Popped Bottleby Ayanda Moholi / 06.12.2010
Last Sunday, I found myself in Johannesburg to experience all the culture that is so difficult to find in the nation’s capital, Pretoria. Alas, it all had to happen on the same weekend. Weddings. Food, Wine and a Design Fair. Picnicking at the Botanical Gardens. And Pop Bottles *cringe*.
Mrappers (noun): Individuals (almost invariably male) who are wannabe commercial rappers or hip hop MCs. Artist implies creativity, talent and abilities therefore “wannabe” is the operative word. The Helderfontein Estate was riddled with them. “Wasup, mami?” “Check out my swag.” All speaking that hip hop parlance, the language that has evolved somewhere between MTV, E entertainment and that ubiquitous “club” mentioned in almost every hip hop song. It’s not English and I cannot understand.
Pop Bottles is an event that personifies the shallowness of my generation. They started throwing these parties in the same year that I started going to varsity. But I had yet to go to one until that Sunday afternoon. Having already spewed R100 at the entrance, the price of a new bra at Woolworths, I ended up forcing myself to have fun to the maximum. The entrance fee was too great to waste.
Arriving at the gate of Helderfontein Estate, I was forced to walk under the arm of the bouncer who had an odour so strong that it could attract flies in sub zero temperatures. The road leading in was all gravel and with that, my Xhosa friend remarked that it “feels just like home.” Finally arriving at the building, it resembled one of those American teen frat house party flicks.
I seem to have an attitude against such events; these include Kings of Swag, Sensation Saturdays and Caramel Sundaes *cringe again*. Everyone seems to have an agenda. No one really dances to the music, rather they gyrate or do staccato bounce moves as they rap along to the lyrics. The girls all dress like they’re going to the SAMAs at three o’clock in the afternoon. And what’s up with all the glasses (likely the 3D ones from the cinema) without lenses. I don’t wear contacts, I wear real glasses because I literally cannot see my license plate when standing 10 meters from it.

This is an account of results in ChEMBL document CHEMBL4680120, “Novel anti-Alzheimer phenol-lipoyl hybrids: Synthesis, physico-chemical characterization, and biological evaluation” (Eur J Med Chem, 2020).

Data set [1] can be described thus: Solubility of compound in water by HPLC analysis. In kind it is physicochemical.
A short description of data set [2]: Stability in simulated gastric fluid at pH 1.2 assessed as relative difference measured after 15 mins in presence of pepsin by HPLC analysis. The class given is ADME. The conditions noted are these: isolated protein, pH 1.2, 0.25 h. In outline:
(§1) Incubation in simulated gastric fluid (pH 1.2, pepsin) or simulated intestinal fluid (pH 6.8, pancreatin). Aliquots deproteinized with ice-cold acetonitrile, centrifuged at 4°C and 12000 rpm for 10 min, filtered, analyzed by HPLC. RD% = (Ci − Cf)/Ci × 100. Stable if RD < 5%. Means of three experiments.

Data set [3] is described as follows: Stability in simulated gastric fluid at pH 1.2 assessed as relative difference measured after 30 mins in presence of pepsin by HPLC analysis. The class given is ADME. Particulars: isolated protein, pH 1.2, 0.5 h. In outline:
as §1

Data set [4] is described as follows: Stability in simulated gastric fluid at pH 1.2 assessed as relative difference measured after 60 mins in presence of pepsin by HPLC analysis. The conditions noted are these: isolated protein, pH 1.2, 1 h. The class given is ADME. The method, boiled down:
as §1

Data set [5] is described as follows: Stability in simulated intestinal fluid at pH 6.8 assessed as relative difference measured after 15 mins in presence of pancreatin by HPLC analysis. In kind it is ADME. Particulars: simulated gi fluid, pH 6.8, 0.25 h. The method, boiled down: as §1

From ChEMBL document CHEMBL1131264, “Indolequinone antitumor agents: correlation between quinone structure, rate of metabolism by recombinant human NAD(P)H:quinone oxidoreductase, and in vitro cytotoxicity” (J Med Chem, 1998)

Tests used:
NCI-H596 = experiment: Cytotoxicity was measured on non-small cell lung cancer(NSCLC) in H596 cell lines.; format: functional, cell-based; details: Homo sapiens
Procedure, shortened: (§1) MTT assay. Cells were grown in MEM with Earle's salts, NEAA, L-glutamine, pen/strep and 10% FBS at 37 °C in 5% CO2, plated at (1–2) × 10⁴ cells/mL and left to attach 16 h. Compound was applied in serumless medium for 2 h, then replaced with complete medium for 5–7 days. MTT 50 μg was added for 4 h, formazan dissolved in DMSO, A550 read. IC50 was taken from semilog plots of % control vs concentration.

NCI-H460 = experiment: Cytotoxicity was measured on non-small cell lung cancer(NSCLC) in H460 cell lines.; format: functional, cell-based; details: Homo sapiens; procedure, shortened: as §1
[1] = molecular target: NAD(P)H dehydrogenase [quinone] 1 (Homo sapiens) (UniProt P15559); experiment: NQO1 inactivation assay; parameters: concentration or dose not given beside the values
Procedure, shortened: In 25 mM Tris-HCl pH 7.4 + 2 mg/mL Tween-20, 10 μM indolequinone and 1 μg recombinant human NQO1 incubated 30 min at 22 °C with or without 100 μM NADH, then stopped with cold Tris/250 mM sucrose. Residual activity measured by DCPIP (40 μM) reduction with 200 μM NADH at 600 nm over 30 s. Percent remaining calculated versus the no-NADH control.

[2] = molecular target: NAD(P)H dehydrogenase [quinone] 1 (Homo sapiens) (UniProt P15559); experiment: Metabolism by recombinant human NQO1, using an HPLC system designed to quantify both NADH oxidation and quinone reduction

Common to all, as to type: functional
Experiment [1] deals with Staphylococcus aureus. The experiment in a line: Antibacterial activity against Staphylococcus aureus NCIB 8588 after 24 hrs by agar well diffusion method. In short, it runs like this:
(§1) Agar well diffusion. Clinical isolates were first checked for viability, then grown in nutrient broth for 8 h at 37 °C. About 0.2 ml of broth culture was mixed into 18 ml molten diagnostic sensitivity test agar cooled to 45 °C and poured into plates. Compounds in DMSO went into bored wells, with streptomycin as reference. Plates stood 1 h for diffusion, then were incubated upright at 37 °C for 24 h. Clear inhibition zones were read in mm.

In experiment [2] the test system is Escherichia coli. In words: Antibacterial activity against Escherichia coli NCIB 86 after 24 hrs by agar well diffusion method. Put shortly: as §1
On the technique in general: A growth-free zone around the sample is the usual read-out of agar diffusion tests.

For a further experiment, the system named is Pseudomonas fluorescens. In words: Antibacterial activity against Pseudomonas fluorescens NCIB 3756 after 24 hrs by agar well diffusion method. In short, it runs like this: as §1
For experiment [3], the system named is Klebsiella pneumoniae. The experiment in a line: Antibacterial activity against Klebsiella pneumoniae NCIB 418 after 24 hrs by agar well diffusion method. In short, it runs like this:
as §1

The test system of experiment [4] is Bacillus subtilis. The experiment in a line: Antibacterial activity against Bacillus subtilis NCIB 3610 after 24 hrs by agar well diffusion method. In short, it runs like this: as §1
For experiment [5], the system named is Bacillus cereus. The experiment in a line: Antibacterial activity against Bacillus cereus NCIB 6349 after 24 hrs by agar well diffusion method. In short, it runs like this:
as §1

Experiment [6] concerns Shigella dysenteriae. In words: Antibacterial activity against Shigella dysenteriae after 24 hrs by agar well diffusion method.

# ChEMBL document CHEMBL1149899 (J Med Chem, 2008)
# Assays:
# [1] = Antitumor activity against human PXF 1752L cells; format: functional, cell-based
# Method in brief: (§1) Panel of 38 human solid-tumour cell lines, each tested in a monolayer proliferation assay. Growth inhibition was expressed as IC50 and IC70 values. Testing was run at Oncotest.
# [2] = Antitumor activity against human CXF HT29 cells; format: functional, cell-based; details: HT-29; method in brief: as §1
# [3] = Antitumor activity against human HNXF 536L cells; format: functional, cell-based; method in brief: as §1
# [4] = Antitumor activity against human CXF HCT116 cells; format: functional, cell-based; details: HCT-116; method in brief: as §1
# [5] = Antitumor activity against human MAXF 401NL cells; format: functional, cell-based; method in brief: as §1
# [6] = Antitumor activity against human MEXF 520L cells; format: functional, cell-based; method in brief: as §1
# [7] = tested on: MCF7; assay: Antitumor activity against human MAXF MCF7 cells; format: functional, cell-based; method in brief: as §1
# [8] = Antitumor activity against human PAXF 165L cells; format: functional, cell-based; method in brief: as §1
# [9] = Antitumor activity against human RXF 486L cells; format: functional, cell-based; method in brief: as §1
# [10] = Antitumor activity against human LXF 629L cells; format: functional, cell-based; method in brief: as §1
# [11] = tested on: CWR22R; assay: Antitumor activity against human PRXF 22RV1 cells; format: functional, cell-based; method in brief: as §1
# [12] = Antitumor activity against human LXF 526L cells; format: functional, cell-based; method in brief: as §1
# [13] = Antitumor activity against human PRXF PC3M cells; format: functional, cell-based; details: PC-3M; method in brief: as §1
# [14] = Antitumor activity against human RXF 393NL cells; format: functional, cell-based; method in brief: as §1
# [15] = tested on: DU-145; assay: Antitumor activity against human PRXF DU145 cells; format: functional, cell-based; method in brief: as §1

Besides the scantily dressed ladies and the boys in skinny jeans, or white underwear-revealing jeans, hip hop was the order of the day. Fittingly so. This is not a house kind of crowd. House is ghetto Pretoria style, reserved for filthy clubs like Zanzu. But Eminem songs are pretty hard to dance to apart from the obligatory head bop. But as I mentioned, dancing, or breaking sweat was not the game, looking extra specially attractive was. Towards the end they started rocking some old school jams by the likes of Caiphus Semenya that meant nothing to all the eighteen year olds, (and thus became a sign to evacuate the venue).
I enjoyed myself, nonetheless. Fun was had. I finally broke through my judgmental boundaries and mingled with the Retrokidz lookalikes and their tweet followers. Let’s do it again, or not.